During my two weeks off over Christmas I tackled two new songs from my "to-do" list, Cyndi Lauper "Time after time" and Daft Punk "Get lucky". Cyndi, because my wife likes that song. Daft, because years ago a mate challenged me to do it, which I did not take up, but moreso while adding Gareth Evans to the fingerstyle database as suggested by a reader I came across his arrangement and it inspired me.
But, I talk all about it in the video, no need for a transcription here.
I have only played both these songs for a few hours each, so they are rough-as, and not really ready to put out there but I had an alternate reason for recording them...
A month ago I recorded the end of year concert for my youngest daughter's orchestra, which was actually a tad stressful, that it needed to "be good". I recorded two hours (several orchestras performing), using a fixed camera and roving with a second camera to get different vantage points. I own two of Canon mirrorless DSLRs, the EOS M, which I bought to do some 3D video work with years ago, they are old now but still okay. It's handy to have two for different angles when you aren't using them for stereoscopic vision. Unfortunately they blew out the brightness levels - it was a big auditorium, mostly dark with well-lit performers, the cameras didn't know how to capture the levels very well and I didn't know how to tell it to do better. So lots of washed out faces - but not totally terrible. . I used my stereo condenser microphone to capture audio which worked out pretty well.
It forced me dust off my video editing skills; normally I use virtualdub and simply trim/put on a logo/replace audio/re-encode. But for multi camera angles you need a multi-track video editor. When I first started out in video editing in 2001 I used Ulead Video Studio and got quite used to it. But somewhere along the way they were bought out and the resulting software went in the wrong direction for my liking. So the next time I had to do video editing I trialled the big three and settled on Cyberlink PowerDirector. It irks me constantly learning new software, that's part of my day job. So for the concert video I shelled out for the latest version and although it easily took me 10 hours to produce the resulting 80 minute video, I was quite happy with the software again.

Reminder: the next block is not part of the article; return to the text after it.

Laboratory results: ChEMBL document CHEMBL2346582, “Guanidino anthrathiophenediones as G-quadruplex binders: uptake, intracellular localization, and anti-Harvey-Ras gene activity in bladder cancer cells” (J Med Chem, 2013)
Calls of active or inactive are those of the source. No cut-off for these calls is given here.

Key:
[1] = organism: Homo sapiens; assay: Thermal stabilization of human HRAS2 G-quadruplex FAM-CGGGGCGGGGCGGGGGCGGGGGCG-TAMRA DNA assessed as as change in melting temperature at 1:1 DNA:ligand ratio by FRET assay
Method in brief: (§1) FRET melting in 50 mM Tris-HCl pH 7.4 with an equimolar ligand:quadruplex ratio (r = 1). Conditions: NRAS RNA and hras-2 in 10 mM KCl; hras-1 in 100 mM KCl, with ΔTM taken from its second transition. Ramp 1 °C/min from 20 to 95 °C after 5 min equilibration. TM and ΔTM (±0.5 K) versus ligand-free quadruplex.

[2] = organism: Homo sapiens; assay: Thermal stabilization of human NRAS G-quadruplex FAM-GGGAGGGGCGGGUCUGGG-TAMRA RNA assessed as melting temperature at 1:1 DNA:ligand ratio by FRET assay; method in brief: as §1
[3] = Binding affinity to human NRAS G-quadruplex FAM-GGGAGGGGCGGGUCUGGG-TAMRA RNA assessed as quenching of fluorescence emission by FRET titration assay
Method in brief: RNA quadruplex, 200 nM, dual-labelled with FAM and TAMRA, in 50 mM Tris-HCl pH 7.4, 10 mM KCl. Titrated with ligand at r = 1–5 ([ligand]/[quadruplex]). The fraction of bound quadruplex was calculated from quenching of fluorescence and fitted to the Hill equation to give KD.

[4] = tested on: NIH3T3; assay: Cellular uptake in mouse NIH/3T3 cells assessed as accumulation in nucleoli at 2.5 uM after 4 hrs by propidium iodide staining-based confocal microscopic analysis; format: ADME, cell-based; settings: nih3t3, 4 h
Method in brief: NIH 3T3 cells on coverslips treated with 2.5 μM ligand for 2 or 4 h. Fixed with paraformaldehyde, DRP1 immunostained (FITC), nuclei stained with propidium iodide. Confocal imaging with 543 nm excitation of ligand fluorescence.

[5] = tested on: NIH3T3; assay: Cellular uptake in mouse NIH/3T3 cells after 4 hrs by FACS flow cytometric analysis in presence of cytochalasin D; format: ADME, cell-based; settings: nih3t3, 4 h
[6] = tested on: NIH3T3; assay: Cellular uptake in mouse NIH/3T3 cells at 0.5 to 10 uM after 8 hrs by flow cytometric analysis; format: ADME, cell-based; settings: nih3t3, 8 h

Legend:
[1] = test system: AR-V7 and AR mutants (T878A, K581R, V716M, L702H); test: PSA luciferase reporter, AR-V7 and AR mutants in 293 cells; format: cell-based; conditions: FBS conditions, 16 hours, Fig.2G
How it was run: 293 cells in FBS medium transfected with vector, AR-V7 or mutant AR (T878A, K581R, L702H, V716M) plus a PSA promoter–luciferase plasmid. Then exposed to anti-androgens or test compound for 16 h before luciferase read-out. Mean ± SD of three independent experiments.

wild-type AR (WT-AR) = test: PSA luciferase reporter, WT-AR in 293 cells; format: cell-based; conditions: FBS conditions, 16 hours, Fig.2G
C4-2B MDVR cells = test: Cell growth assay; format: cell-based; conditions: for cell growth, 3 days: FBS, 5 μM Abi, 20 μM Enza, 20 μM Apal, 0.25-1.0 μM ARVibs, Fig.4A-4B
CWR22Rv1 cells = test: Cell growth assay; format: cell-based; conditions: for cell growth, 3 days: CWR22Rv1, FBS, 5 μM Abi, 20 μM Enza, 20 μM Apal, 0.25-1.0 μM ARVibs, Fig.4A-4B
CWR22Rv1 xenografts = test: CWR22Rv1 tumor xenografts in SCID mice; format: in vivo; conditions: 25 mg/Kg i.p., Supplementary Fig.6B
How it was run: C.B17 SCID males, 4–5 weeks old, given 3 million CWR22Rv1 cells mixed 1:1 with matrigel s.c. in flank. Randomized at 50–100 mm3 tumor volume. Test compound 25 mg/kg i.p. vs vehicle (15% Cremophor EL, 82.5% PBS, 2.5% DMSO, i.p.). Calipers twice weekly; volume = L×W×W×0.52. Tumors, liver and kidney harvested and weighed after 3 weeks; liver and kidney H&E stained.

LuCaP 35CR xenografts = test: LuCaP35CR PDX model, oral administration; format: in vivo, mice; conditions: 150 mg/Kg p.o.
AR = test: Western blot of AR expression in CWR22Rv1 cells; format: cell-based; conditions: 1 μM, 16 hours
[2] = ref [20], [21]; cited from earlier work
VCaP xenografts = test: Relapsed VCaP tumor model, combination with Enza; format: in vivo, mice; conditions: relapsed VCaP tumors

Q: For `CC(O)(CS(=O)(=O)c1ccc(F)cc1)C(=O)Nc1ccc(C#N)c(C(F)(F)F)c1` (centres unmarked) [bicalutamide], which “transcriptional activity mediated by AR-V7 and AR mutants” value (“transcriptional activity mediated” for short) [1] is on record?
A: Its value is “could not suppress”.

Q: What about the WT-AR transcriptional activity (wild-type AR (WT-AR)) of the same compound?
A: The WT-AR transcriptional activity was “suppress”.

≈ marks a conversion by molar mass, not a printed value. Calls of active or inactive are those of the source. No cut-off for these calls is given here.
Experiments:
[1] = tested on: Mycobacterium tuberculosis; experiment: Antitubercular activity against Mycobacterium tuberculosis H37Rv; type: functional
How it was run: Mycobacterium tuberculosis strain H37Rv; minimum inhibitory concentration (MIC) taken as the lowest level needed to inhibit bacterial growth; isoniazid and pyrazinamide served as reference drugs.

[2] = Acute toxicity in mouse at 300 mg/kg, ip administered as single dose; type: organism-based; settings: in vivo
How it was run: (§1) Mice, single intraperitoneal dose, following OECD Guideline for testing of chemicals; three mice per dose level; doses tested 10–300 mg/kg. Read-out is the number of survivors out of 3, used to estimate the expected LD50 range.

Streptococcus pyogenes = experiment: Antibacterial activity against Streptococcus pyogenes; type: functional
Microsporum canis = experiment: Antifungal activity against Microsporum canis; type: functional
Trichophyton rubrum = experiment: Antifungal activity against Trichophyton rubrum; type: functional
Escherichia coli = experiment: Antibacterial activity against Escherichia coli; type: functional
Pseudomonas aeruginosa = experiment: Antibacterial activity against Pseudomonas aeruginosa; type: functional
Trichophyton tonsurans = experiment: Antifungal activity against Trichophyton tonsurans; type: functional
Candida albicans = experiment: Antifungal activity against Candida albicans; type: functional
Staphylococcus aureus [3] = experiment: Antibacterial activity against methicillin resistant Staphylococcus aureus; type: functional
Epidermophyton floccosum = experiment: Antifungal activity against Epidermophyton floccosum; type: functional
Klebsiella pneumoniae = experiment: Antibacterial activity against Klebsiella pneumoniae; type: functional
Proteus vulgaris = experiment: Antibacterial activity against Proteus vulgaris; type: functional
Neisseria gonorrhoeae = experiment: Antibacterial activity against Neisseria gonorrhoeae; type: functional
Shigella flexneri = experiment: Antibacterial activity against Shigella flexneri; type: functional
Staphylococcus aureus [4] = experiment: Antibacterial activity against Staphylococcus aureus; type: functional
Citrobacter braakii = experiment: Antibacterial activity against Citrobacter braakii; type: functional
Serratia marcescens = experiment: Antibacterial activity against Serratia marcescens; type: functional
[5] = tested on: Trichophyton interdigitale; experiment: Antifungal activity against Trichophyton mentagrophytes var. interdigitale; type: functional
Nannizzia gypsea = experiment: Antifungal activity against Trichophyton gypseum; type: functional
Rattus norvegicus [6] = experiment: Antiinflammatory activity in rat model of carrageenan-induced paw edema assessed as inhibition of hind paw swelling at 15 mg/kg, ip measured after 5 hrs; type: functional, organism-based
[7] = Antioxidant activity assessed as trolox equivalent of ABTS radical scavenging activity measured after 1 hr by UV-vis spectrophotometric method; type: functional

So I decided that I could put the similar effort into my guitar videos, seeing as I was all up to speed again.
And so brings me to this video, where I set up my two DSLRs and an older handy cam that takes a tolerable video, for a three camera shoot! It was easy to set up, although I don't like the low camera angle, I'll do that different next time. From start to finish ready for youtube slightly less than 2 hours. So, doable as a regular event. I experimented with some pans and zooms - swapping between fixed cameras is better than only a single camera, but some subtle movement during the shots brings the different camera angles to life. Most of the movements were random tests, I watched it back afterwards and worked out what I liked, but left it as is.
So here you go. I'm waffly and word stuck in places, I should plan these things. Oh and the playing was awful. But...
...it's practise for some proper videos I have in mind to record soon :-)